Toward An Accurate Understanding Of Radiative Heat Transfer In Advanced Nuclear Reactors

Heat transfer is governed by three mechanisms: conduction, convection, and thermal radiation. Conventionally, thermal radiation is often neglected in heat transfer analyses since, under most practical circumstances, its contribution is negligible compared to that of conduction or convection. However, at times, thermal radiation can be a significant or even predominant form of heat transfer, such as in high-temperature systems or in outer space.

The capacity of a surface to emit heat via thermal radiation is based on its property known as the emissivity. To achieve higher efficiencies, heat exchangers and reactor core components of future reactors are designed to operate at temperatures several hundred degrees Celsius hotter than the conditions of existing designs. At these higher temperatures, thermal radiation plays a much larger role than before.

However, little research has been conducted to see how the emissivities of reactor-alloy surfaces evolve over time as they are exposed to their intended environment. Next-generation reactor designs feature extraordinary capabilities but do so by relying on exotic working fluids. For example, liquid sodium coolant enables highly efficient fuel breeding cycles, while both molten salt and helium gas coolants enable unique passive safety mechanisms. Additionally, at elevated temperatures, the supercritical-CO2-based Brayton thermodynamic cycle features a far greater theoretical efficiency than the conventional water-based Rankine cycle implemented in today’s light-water reactors [1]. While these unique media of liquid sodium, molten salt, helium gas, and supercritical CO2 each offer unique capabilities, exposure testing of materials in these media requires highly specialized custom-built facilities.

In our study, we measured the emissivities of several reactor alloys before and after exposure to environments relevant to next-generation reactors. Our environment of supercritical CO2 (relating to supercritical CO2 thermodynamic cycles) and our environment of impurity-rich helium gas (relating to high-temperature gas reactor coolant loops) were both highly oxidative for their respective alloys. These new oxidized alloy surfaces featured much greater emissivities than those of the unexposed control, indicating that the emissivity of alloys in related reactor environments may change significantly through operation.

Our environments of liquid sodium (relating to liquid sodium reactor coolant loops) and molten salt (relating to molten salt reactor coolant loops) yielded relatively insignificant changes to their respective alloy emissivities, with the exception of molten salt-exposed 316 stainless steel, which saw moderate increases. Chromium-rich alloys, such as 316 stainless steel, are susceptible to surface chromium depletion during molten salt exposure [2]. Chromium depletion may have contributed to the increased emissivity that we observed in our salt-exposed, chromium-rich, steel alloy and did not observe in our salt-exposed, nickel-based alloy which has less chromium content.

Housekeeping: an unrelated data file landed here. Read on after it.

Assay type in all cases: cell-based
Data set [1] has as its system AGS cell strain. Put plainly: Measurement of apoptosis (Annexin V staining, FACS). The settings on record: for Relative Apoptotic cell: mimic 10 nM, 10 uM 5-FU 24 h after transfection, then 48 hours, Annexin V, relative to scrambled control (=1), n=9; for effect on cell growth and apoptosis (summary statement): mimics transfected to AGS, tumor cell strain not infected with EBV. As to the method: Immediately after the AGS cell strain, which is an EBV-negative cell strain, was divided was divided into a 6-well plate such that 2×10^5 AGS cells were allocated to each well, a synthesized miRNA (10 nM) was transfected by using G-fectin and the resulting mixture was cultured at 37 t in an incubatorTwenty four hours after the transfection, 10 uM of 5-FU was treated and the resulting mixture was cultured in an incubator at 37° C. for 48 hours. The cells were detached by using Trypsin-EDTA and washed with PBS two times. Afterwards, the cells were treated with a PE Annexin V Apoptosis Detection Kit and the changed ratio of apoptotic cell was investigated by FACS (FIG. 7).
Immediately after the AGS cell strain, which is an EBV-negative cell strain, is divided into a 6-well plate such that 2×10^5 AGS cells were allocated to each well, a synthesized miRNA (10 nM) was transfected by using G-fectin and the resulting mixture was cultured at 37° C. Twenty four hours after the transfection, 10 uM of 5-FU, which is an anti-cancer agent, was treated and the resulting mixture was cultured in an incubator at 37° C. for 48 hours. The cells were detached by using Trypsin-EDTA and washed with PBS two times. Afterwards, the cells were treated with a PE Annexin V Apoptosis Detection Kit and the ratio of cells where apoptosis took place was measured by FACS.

An accurate understanding of heat transfer parameters, such as emissivity, will enable the precise design and operation of advanced nuclear reactors. Our study provides the initial steps towards the capability to accurately predict the emissivity of alloy surfaces as they experience various potentially corrosive high-temperature environments. The data can be used for computer models that analyze the state of reactors for both normal operating conditions and critical accident scenarios. Accurate models with well-informed input parameters can make the next generation of nuclear reactors safer, cleaner, and more efficient.

These findings are described in the article entitled Impact of corrosion on the emissivity of advanced reactor structural alloys, recently published in the Journal of Nuclear MaterialsThis work was conducted by J.L. King, H. Jo, A. Shahsafi, K. Blomstrand, K. Sridharan, and M.A. Kats from the University of Wisconsin-Madison. Thanks to Mikhail Kats and Alireza Shahsafi for their help in reviewing this article.


  1. G. Angelino, Carbon dioxide condensation cycles for power production, J. Eng. Power (1968) 287e295.
  2. Koger J.W. (1974) Chromium Depletion and Void Formation in Fe—Ni—Cr Alloys During Molten Salt Corrosion and Related Processes. In: Fontana M.G., Staehle R.W. (eds) Advances in Corrosion Science and Technology. Springer, Boston, MA